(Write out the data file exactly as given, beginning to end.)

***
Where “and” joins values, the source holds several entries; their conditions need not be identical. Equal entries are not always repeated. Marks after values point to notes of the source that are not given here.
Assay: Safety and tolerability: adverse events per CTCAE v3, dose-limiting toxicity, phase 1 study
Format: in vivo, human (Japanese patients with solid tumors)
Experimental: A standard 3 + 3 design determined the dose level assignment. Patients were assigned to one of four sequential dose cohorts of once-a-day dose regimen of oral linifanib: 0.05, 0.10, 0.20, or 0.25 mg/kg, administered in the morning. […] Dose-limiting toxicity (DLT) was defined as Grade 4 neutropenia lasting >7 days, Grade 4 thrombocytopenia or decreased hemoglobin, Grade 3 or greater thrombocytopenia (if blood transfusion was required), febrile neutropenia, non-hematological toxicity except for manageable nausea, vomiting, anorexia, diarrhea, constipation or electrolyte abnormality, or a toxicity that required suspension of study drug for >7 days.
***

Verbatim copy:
Where “and” joins values, the source holds several entries; their conditions need not be identical. Equal entries are not always repeated. Marks after values point to notes of the source that are not given here.
Assay: Safety and tolerability: adverse events per CTCAE v3, dose-limiting toxicity, phase 1 study
Format: in vivo, human (Japanese patients with solid tumors)
Experimental: A standard 3 + 3 design determined the dose level assignment. Patients were assigned to one of four sequential dose cohorts of once-a-day dose regimen of oral linifanib: 0.05, 0.10, 0.20, or 0.25 mg/kg, administered in the morning. […] Dose-limiting toxicity (DLT) was defined as Grade 4 neutropenia lasting >7 days, Grade 4 thrombocytopenia or decreased hemoglobin, Grade 3 or greater thrombocytopenia (if blood transfusion was required), febrile neutropenia, non-hematological toxicity except for manageable nausea, vomiting, anorexia, diarrhea, constipation or electrolyte abnormality, or a toxicity that required suspension of study drug for >7 days.